Alec Wild, director of the Shakespeare Theatre Company Academy for Classical Acting at the George Washington University. Photo courtesy of Shakespeare Theatre Company.

SOPHIA: Well, Macbeth should be scary!

ALEC: The third play is Measure for Measure, directed by Timothy Douglas, who recently did Spunk at Signature Theatre.

SOPHIA: I saw that. I really enjoyed it.

ALEC: Every spring we do a devised movement piece, with a little bit of text but mostly movement. This year we told the entire story of Henry VI in an hour.

SOPHIA: I am shocked. That’s three plays! How did the program begin? What was the rationale?

ALEC: Michael Kahn started this program because he saw all the American actors going to London to study Shakespeare. They were doing six-month or one-year programs over there, and he thought, Why can’t we do it, so they can stay in America? He built that program. I don’t think there was any person better than that to do it. His knowledge of the text is unbelievable. That’s one thing that he and I share…we both insist that the actor know why he or she says this or that word at this or that moment, and what the thought is. I think with these productions you’ll see some of the finest Shakespearean acting you’ve seen, because they’re really putting their training to use.

SOPHIA: How did you get interested in theatre?

ALEC: I guess just like everyone else did. I fell in love with it when I was in junior high school. I didn’t know that I wanted to direct until later. There was a drama teacher in high school, and he was great, he taught me a lot. But there was a rehearsal he couldn’t come to, for whatever reason. It was Guys and Dolls, and we were doing the “Luck, Be a Lady” scene. I was playing Nathan Detroit, and I stepped out of it, and I said, “OK, let’s do it,” and I started directing it. I started telling people what to do, and where to go, and we ran it at the end, and I looked at it, and I thought, “That is really good! I love this!” Before that, I thought I wanted to act, but then I thought “No, directing is for me.” I went to the Goodman School of Drama, which is now DePaul Theatre School, and I remember my acting teacher said, “So why are you here?” And I said, “Because I want to be a director.”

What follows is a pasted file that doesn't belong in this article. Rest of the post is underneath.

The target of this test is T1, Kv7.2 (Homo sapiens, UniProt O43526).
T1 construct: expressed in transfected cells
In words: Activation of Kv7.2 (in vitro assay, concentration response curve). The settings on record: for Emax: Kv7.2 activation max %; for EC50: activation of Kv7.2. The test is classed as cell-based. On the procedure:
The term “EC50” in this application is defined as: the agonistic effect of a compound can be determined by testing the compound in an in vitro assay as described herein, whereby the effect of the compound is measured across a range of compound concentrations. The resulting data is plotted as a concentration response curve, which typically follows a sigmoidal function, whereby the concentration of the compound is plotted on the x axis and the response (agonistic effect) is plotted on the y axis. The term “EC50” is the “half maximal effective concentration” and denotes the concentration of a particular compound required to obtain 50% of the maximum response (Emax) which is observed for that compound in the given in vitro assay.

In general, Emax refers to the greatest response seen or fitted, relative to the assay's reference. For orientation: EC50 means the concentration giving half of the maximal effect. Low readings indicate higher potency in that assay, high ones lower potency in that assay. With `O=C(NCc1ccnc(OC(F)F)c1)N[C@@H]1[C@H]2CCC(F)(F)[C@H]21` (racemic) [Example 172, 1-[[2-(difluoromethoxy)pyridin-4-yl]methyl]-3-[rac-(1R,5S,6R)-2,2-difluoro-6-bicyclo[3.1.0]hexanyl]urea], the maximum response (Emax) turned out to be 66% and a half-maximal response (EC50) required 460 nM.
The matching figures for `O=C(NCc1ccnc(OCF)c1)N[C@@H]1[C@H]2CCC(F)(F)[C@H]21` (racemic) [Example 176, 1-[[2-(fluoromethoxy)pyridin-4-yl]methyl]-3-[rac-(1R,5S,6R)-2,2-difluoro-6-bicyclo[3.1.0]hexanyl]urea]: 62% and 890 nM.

SOPHIA: What was your first Shakespeare production?

ALEC: Romeo and Juliet was my first real Shakespeare. It was in a storefront theater in Chicago. 47 seats. My own theatre, that I started. It was our first production. The Chicago Reader (a weekly newspaper) did a review of it and called us “resourceful.” I was very proud. I love Romeo and Juliet. I feel like it’s a comedy and a tragedy. The first half is a comedy. I love the big turn in the center of it.

SOPHIA: What else can you tell me about the program?

ALEC: Students, who are often already working actors, work least five and sometimes six days a week. We do nothing but classical acting. Most of the time is spent doing scene work, vocal work, text work, movement work.

SOPHIA: Voice is so important.

ALEC: Any famous actor, even any famous movie actor, must have an expressive voice. One of the things, when I took over three years ago, was I put in more vocal work, because I think it’s so important. I think you’ll see it on stage.